He had Big Books and rehabs and several “recovery plans,” one of which Carole kept.  He had a girlfriend (years ago).  She kept journals and I just read her “recovery journal” from 1995.  She had the struggles that a lot of us have.  She met him toward the end of the journal.  She had relapses and she was grateful for second chances.  She died of a drug overdose a few years ago, at his place.

He had needles everywhere.  As we sifted through his “stuff” looking for what we might save for some reason, we opened boxes and boxes of used needles.  Wooden boxes and cardboard boxes.

He had several pictures of our kids, and things they had made in elementary school.  Now I admit I’m a bitter ex, but I can’t imagine what he thought about when he looked at those pictures every day, and especially on the days that he tried to legally give me as little as possible for them.  And on the days when he didn’t call them or see them.  Most days.  Almost every single day of his pitiful, miserable life.

The funeral guy complimented me on those kids.  Carole said it was something good that he did but you know what?  A dog can have a baby.  A worm can reproduce itself.

He had a band when he was young, four guys and a name referencing heroin use.  I guess that was cool.  He stayed in touch with one of the guys, his best friend, the best man at our wedding and the God father of our kids.  I looked his friend up, thinking he might want to know that his friend was gone, and I found that he had died in 1999, at around 49 years old.

If not for those kids, I don’t know who would have arranged the disposal of his body, and his stuff, and who would have inherited the part of his parents’ estate that he didn’t waste on illegal drugs and the medical care their use brought about.  I guess that happens every day.

For today, the legacy of those poor, dead losers has contributed to my ongoing sobriety, and I hope it has helped yours as well.

January 11, 2013 (this day)

My ex died last night.  He was 60.

I know that when we met, he had one year sober in AA, and I had no years sober.  I know that he quit smoking cigarettes shortly after our daughter was born in 1985.  I know that we all dodged a bullet when people he had shared needles with started dying from AIDS in 1985.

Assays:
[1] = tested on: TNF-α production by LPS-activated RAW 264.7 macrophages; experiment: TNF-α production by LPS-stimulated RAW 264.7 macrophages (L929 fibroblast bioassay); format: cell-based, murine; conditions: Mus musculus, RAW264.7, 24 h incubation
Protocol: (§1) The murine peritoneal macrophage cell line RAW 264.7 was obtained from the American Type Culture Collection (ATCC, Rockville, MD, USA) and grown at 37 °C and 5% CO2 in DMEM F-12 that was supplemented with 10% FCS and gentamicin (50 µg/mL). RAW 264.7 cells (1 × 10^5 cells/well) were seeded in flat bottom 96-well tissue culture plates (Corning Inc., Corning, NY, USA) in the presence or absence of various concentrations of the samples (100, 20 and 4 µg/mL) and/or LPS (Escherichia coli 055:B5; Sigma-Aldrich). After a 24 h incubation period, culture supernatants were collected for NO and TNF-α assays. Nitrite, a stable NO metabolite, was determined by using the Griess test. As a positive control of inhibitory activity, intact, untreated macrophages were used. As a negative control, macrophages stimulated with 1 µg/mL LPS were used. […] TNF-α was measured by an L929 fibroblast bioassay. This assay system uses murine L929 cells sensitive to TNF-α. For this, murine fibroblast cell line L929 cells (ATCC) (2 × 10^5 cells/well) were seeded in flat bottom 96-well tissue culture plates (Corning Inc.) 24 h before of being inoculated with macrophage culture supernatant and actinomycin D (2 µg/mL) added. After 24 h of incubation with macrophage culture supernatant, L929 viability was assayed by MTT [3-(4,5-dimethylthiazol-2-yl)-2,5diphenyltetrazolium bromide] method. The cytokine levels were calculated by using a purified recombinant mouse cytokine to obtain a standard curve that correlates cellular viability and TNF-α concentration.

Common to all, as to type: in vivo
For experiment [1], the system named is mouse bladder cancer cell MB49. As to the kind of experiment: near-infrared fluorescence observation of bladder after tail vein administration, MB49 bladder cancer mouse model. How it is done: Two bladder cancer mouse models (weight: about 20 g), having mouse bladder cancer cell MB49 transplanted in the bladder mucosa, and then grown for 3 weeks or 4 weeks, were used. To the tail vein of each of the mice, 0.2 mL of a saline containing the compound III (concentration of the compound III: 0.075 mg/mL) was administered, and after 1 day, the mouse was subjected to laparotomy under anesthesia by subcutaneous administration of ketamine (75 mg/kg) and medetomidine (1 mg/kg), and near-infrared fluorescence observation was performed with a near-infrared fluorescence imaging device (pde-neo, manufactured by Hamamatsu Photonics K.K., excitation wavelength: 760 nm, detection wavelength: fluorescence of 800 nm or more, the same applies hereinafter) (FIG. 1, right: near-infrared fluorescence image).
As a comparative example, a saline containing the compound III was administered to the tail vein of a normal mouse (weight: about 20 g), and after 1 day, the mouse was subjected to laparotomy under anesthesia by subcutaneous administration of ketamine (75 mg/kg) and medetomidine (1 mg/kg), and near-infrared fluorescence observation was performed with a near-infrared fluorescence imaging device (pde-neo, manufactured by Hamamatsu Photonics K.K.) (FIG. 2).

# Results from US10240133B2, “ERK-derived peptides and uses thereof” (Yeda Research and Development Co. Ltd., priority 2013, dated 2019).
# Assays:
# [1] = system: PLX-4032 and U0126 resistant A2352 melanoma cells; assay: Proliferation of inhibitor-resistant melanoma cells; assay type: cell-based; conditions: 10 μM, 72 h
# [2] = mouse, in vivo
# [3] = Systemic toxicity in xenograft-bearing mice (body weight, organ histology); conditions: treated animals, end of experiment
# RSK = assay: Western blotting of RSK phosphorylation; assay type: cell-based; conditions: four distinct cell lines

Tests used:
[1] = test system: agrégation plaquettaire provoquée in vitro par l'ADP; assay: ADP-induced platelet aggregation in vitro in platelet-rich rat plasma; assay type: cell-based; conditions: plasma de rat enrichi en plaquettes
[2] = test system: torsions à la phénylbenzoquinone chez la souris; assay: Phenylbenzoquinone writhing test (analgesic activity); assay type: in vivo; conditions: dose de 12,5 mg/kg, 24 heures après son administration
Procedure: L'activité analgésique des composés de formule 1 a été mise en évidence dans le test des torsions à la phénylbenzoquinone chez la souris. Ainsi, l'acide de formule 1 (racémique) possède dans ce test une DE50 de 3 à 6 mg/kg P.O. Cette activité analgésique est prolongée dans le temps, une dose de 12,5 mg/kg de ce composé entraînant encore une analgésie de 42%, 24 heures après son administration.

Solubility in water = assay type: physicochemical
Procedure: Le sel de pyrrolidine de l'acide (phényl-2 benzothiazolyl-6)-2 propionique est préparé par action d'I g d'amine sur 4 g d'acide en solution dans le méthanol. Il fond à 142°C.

I know that while he was sober, he advanced in his career.  I know that at some point, being a store manager was the reason he gave for not attending local AA or NA meetings.  I know that he went back to cigarettes around 1990.

I know that some time after he left me and the kids, he stopped paying child support, and he tried to sue his company to get his job back after he was fired for using heroin on company property with another employee.

I know that several years ago his girlfriend died in their apartment from a drug overdose.

I know that he hadn’t worked and looked terrible for the longest time.  He had Hepatitis C from sharing needles and COPD from smoking.  He was in and out of the hospital and, when his parents died this past year, both in their 90s, he really couldn’t cope with the estate.  He was an only child, adopted, which is another story of addiction and failure.  I know he has lived off of his parents and the taxpayers for a long time.

My poor kids, and especially my son, is left do deal with all of this mess.  Carole and I will help as much as they want us to.

To me, right now, it is such a story of addiction and recovery.  I have thoughts about why certain people succeed and others fail, mostly because I failed for so long.  Being human I think about it, from time to time, what might have happened to me and my kids if I drank somewhere along the line in my story.

I know that I didn’t drink, and so I’m sitting here writing this, and he is not.  And if the phone rings and the kids call I will answer the phone and respond to what they say and I will remember what I say to them and it might even be something good,

” . . . the certainty that we are no longer isolated . . . ” (Step Twelve continued)

. . . the certainty that we are no longer isolated and alone in self-constructed prisons . . . “

 

From time to time, Carole and I discuss this.  Our experiences are certainly different, since I’ve spent my whole adult life sober in AA and she had lots of adult life on the ‘outside.’  Also because I’m an introvert and she’s an extrovert.

Last night at our meeting a young lady spoke who was born in 1982 (so, yeah, young).  I got sober in 1984, when she was 2.  She is living in my city but not from here.  She moved a great distance to live here and is looking at another big move in the near future.  She has a young child and is pregnant.

Lots of those details mirror mine, when I was a bit younger than her and with a bit more sober time, but lots of those details are the same.  She chose for a topic “one day at a time.”  It’s interesting for me to reflect on all the “one” days I’ve spent since I was sitting in her place, pregnant, sober, moving.

I can’t imagine how people who don’t have AA do it.  I see my daughter, who is a much much friendlier person than I am, but maybe not up to Carole’s degree of friendliness, make friends at the school she’s been at for almost three years.  Her friends come and go, and she makes new ones and keeps up with some of the old ones, but it isn’t nearly the same.

As I told the young lady last night, there are rooms of people who already love her and understand her, though they haven’t yet met her.  I know it’s very hard with little ones to get out and make connections and socialize pretty much at all, but she’s got the one resource that I think is better than all the others put together.

Isolated and alone is great way to describe the way I was before I came to AA.  I would say before I quit drinking, but I didn’t quit drinking.  I attended AA for six long years, drinking.  And at times that made me be isolated and alone, but the good folks of AA always reached out to me, always welcomed me, and always helped me out of a life-threatening jam when I asked them to.  I wasn’t alone, even though I was still in that prison, I had visitors.

OK these metaphors have gotten away from me.  The fellowship is one of the things I would choose not to give up, if I could by some miracle drink “normally.”  I don’t want to.